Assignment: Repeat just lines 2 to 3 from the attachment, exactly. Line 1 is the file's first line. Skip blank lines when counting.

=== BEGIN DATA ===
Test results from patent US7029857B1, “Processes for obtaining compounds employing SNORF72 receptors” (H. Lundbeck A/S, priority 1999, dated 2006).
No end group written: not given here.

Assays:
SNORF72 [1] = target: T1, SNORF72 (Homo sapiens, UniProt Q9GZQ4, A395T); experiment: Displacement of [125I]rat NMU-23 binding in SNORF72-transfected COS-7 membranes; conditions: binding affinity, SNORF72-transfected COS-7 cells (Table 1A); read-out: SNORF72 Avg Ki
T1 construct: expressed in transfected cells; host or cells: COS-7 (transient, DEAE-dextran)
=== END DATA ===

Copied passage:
No end group written: not given here.

Assays: